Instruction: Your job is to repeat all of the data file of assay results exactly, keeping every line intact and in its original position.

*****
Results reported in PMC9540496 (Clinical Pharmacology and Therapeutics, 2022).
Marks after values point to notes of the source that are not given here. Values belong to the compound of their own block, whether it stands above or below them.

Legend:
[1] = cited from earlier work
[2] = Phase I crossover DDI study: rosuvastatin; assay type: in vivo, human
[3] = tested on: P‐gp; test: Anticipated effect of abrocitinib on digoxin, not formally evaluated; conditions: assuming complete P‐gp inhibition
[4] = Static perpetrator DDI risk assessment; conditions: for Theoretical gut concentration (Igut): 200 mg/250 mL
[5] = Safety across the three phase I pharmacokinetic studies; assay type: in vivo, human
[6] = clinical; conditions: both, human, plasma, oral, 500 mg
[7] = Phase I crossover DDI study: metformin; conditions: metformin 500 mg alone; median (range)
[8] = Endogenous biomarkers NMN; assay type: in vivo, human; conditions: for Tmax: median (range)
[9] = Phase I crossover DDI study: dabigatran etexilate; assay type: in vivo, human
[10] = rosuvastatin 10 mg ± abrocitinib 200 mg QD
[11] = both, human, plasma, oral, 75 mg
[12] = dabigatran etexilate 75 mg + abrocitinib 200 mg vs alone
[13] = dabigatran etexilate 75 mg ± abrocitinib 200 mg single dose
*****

Results reported in PMC9540496 (Clinical Pharmacology and Therapeutics, 2022).
Marks after values point to notes of the source that are not given here. Values belong to the compound of their own block, whether it stands above or below them.

Legend:
[1] = cited from earlier work
[2] = Phase I crossover DDI study: rosuvastatin; assay type: in vivo, human
[3] = tested on: P‐gp; test: Anticipated effect of abrocitinib on digoxin, not formally evaluated; conditions: assuming complete P‐gp inhibition
[4] = Static perpetrator DDI risk assessment; conditions: for Theoretical gut concentration (Igut): 200 mg/250 mL
[5] = Safety across the three phase I pharmacokinetic studies; assay type: in vivo, human
[6] = clinical; conditions: both, human, plasma, oral, 500 mg
[7] = Phase I crossover DDI study: metformin; conditions: metformin 500 mg alone; median (range)
[8] = Endogenous biomarkers NMN; assay type: in vivo, human; conditions: for Tmax: median (range)
[9] = Phase I crossover DDI study: dabigatran etexilate; assay type: in vivo, human
[10] = rosuvastatin 10 mg ± abrocitinib 200 mg QD
[11] = both, human, plasma, oral, 75 mg
[12] = dabigatran etexilate 75 mg + abrocitinib 200 mg vs alone
[13] = dabigatran etexilate 75 mg ± abrocitinib 200 mg single dose